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Old Mar 27, 06, 9:32 am   #1
 
Join Date: Mar 2006
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Difference between Mile Saver Peak and Aanytime??

Ok - I need some help - I originally thought that in order to only "cost" 90000 miles for first/business class to Europe I would need to fly during the off-season, either before May 15 or after September 15, because this time was considered "off-peak". But then upon looking closer at the award chart, I realized that there WASN'T any off-peak difference for first/business class awards, only the difference between 40000 and 60000 miles if you were flying Economy. So... then I was thinking "cool, for 90000 miles it doesn't matter what time of year I fly since the awards start at 90000 miles for Mile Saver Peak." (which to me Peak would include the high season - namely, summer)

But when I put in some hypothetical dates during this July (I'm not planning on going til next July), it says I need 180,000 miles to complete this travel, and I only have 94,000 right now so that's not enough. However when I go in and put October dates in, it does say that the 90000 miles is enough.

So - how do you know when it's a Mile Saver time or not?? I mean, should I assume that I can't travel first/business class in the summer because I don't have enough miles??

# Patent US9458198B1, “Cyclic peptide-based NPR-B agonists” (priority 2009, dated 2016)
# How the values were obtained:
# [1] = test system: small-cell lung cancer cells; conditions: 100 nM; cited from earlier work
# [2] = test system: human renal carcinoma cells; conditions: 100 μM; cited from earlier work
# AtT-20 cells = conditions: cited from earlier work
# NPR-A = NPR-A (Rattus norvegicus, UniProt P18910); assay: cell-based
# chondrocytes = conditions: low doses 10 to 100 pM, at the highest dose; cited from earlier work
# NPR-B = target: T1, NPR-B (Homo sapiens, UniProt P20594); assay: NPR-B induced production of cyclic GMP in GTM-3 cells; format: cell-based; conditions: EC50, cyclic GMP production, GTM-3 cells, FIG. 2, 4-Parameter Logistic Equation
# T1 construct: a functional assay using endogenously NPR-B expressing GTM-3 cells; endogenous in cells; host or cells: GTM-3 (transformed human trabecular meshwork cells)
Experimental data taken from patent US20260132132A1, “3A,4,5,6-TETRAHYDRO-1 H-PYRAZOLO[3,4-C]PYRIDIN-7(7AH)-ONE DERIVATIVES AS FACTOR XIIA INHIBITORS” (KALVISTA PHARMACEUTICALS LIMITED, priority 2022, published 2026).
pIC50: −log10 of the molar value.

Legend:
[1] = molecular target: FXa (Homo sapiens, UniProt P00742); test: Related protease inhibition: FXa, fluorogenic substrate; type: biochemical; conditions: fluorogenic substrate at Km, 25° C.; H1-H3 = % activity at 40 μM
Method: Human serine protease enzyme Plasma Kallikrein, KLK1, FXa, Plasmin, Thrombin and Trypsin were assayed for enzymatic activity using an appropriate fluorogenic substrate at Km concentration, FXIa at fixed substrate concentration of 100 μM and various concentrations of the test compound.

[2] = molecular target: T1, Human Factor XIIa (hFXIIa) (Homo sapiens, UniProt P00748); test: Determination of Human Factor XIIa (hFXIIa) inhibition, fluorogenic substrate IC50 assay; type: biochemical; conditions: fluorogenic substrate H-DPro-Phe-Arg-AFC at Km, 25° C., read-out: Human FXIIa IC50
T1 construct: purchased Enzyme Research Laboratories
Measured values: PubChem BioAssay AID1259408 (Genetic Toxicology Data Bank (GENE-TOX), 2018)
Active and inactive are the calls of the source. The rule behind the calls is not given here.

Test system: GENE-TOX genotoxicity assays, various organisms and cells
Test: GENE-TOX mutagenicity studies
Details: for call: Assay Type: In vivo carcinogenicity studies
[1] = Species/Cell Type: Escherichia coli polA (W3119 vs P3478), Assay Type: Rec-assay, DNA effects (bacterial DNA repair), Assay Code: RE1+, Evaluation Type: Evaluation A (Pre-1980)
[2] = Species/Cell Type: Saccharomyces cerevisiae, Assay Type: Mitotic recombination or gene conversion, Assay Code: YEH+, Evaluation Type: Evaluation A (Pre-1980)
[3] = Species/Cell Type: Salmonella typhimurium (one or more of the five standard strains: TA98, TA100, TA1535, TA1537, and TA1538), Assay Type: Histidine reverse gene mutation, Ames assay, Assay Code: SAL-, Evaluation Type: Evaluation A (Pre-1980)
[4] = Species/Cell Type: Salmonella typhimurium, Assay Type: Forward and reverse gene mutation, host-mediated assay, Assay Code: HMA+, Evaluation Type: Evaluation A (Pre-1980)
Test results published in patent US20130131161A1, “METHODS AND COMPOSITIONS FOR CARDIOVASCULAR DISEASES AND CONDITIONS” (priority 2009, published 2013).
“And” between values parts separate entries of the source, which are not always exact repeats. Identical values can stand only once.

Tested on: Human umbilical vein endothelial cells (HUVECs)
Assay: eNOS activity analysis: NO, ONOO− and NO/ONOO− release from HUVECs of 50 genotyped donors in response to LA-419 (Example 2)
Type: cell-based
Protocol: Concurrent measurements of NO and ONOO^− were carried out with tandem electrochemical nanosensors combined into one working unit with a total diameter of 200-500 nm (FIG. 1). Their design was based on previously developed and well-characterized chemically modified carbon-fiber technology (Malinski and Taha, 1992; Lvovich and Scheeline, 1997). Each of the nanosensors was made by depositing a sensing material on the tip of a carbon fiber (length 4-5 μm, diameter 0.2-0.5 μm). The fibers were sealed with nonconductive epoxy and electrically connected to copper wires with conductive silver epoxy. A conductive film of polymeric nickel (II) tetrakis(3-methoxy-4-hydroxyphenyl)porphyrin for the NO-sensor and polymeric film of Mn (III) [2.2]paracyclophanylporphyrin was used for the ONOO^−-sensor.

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Old Mar 27, 06, 10:09 am   #2
 
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Quote:
Originally Posted by blase
But when I put in some hypothetical dates during this July (I'm not planning on going til next July), it says I need 180,000 miles to complete this travel, and I only have 94,000 right now so that's not enough. However when I go in and put October dates in, it does say that the 90000 miles is enough.

So - how do you know when it's a Mile Saver time or not?? I mean, should I assume that I can't travel first/business class in the summer because I don't have enough miles??
Fewer "Mile Saver" seats are available during peak travel times (i.e. summer). Book early!
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Old Mar 27, 06, 10:15 am   #3
 
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Ok so you're saying it has nothing to do with the time of the year.... just based on availability? I'm not even going til next summer anyway, so I can't book til the beginning of August.